Tuesday, 15 January 2013

Something rotten in the state of Denmark?

Afternoon everybody! I haven't just got up, I've been marking essays all day, having sent off my Heartbreaking Work of Staggering Genius (otherwise known as a journal article comparing George Borrow's Wild Wales and O. M. Edwards's Cartrefi Cymru).

This particular pile of essays is on a range of concepts presented to first-year Media and Culture students. They're asked to define one concept and apply it. The quality has been… mixed. Some have looked the term up in a couple of first-year textbooks, quoted them, applied them to an example and done a decent job. Some have done the same thing, then thought about the problems related to the concept, and done and excellent job. A few have cut-and-pasted essays from the internet or Wikipedia entries and failed. And one has submitted 2000 words on how John Terry is a nice bloke and the newspapers should stop being so nasty about him. In short, a pretty normal range of submissions.

This is pretty much the extent of my cultural horizon at the moment. The high point of the week so far has been watching Borgen, the Danish drama (if that's not pushing it a little) set in the Prime Minister's office. Think The Thick of It without any jokes at all, or The Killing without any vulgar killing (or knitwear). But with subtitles. As you might imagine, I am utterly enthralled, although I may be the only person on the entire planet who watched this season's episodes so far and thought 'Hmmm… it's getting a bit too exciting'. It's true, too.

The point of Season 1 is that however high the stakes (and we can all agree that they're pretty high: this is the Danish Government we're talking about), the day to day grind of office relationships and work rivalries drives events. The photography is calm, the lighting low, the dialogue often Pinteresque. It's a show which makes a virtue of slowness. Interesting, the first episode of the show implies that Danish politics has been poisoned by British practices: Hesselboe has to go to London to find a spin doctor, but it's not long before even the 'good' guys (Brigitte's 'Moderate Party') has an amoral spin doctor of its own. In other ways, Danish politics as it's represented here is rather delightful: even the PM lives in a normal house and there's a calmness about public affairs that's certainly absent here.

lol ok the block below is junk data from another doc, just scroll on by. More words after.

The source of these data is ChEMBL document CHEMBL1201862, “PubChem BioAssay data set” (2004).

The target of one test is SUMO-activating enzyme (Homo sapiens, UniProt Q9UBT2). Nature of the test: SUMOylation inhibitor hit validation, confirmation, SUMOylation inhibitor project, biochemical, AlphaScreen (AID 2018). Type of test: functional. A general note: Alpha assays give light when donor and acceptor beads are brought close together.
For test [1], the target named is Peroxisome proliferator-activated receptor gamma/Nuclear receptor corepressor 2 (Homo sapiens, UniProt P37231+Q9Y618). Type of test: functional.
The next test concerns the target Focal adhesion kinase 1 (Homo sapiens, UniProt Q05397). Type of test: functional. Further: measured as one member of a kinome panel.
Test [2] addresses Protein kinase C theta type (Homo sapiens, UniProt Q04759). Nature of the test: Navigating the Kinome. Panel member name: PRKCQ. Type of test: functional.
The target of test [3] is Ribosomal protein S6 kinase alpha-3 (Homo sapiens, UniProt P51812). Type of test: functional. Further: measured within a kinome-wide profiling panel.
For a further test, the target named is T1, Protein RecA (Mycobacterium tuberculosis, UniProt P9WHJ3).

The other notable aspect of the show is it's twin presentation of politics and the political media: it's often hard to tell who (if anyone) is in charge. The credits (around six minutes in) make the mediatisation of public affairs even more explicit, framing the major players on TV monitors in an editing suite as if to emphasise the dominance of representation over principle.

And yet Season 2 betrays signs that the makers are a little too aware of their cultural cachet. Suddenly characters are behaving oddly. There's too much excitement. A suicide here, a coup there, a drunken prime ministerial shag, a tabloid rent-boy honey-trap - it's getting a little soapy for my taste: as though they've been reading too many British political columnists. That said, there's still an awful lot to savour. My favourite moment was the deposed Labour leader's mournful, hangdog final words 'I'm the last worker in the Labour Party'. That line was crossed here years ago…

So come on: let's put the Bore back into Borgen! It's still the best thing on global TV since The Wire.

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